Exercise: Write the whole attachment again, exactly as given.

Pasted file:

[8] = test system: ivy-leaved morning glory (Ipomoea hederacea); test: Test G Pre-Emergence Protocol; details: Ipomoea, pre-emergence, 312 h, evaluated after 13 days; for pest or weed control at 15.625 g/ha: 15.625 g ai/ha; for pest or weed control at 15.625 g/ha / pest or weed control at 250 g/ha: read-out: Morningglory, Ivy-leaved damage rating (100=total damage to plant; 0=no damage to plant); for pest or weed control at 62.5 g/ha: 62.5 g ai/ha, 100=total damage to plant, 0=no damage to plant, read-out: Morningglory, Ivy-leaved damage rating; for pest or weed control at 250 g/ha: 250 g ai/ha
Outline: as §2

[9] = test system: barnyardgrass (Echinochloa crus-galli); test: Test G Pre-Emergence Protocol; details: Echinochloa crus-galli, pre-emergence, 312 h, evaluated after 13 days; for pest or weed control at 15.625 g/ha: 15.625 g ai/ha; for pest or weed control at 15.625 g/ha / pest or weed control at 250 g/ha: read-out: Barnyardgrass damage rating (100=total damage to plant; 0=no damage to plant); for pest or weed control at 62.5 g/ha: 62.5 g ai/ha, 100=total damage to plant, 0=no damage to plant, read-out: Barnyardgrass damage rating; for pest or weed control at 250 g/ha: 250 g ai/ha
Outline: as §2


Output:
[8] = test system: ivy-leaved morning glory (Ipomoea hederacea); test: Test G Pre-Emergence Protocol; details: Ipomoea, pre-emergence, 312 h, evaluated after 13 days; for pest or weed control at 15.625 g/ha: 15.625 g ai/ha; for pest or weed control at 15.625 g/ha / pest or weed control at 250 g/ha: read-out: Morningglory, Ivy-leaved damage rating (100=total damage to plant; 0=no damage to plant); for pest or weed control at 62.5 g/ha: 62.5 g ai/ha, 100=total damage to plant, 0=no damage to plant, read-out: Morningglory, Ivy-leaved damage rating; for pest or weed control at 250 g/ha: 250 g ai/ha
Outline: as §2

[9] = test system: barnyardgrass (Echinochloa crus-galli); test: Test G Pre-Emergence Protocol; details: Echinochloa crus-galli, pre-emergence, 312 h, evaluated after 13 days; for pest or weed control at 15.625 g/ha: 15.625 g ai/ha; for pest or weed control at 15.625 g/ha / pest or weed control at 250 g/ha: read-out: Barnyardgrass damage rating (100=total damage to plant; 0=no damage to plant); for pest or weed control at 62.5 g/ha: 62.5 g ai/ha, 100=total damage to plant, 0=no damage to plant, read-out: Barnyardgrass damage rating; for pest or weed control at 250 g/ha: 250 g ai/ha
Outline: as §2